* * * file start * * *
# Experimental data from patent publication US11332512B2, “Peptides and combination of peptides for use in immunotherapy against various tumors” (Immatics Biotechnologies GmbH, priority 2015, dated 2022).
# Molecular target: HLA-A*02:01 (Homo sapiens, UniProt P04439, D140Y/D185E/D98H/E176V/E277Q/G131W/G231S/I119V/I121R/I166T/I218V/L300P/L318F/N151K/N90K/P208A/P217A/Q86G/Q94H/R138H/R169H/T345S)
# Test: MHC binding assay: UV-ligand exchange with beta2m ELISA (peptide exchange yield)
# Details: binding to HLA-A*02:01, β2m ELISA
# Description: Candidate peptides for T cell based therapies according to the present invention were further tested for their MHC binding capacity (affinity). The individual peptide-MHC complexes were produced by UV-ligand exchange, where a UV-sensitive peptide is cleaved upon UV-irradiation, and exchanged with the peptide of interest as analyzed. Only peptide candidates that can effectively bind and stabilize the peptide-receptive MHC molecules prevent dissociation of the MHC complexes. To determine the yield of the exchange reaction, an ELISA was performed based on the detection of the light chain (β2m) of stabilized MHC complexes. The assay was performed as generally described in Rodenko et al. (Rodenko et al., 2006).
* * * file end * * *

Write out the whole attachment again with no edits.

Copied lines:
# Experimental data from patent publication US11332512B2, “Peptides and combination of peptides for use in immunotherapy against various tumors” (Immatics Biotechnologies GmbH, priority 2015, dated 2022).
# Molecular target: HLA-A*02:01 (Homo sapiens, UniProt P04439, D140Y/D185E/D98H/E176V/E277Q/G131W/G231S/I119V/I121R/I166T/I218V/L300P/L318F/N151K/N90K/P208A/P217A/Q86G/Q94H/R138H/R169H/T345S)
# Test: MHC binding assay: UV-ligand exchange with beta2m ELISA (peptide exchange yield)
# Details: binding to HLA-A*02:01, β2m ELISA
# Description: Candidate peptides for T cell based therapies according to the present invention were further tested for their MHC binding capacity (affinity). The individual peptide-MHC complexes were produced by UV-ligand exchange, where a UV-sensitive peptide is cleaved upon UV-irradiation, and exchanged with the peptide of interest as analyzed. Only peptide candidates that can effectively bind and stabilize the peptide-receptive MHC molecules prevent dissociation of the MHC complexes. To determine the yield of the exchange reaction, an ELISA was performed based on the detection of the light chain (β2m) of stabilized MHC complexes. The assay was performed as generally described in Rodenko et al. (Rodenko et al., 2006).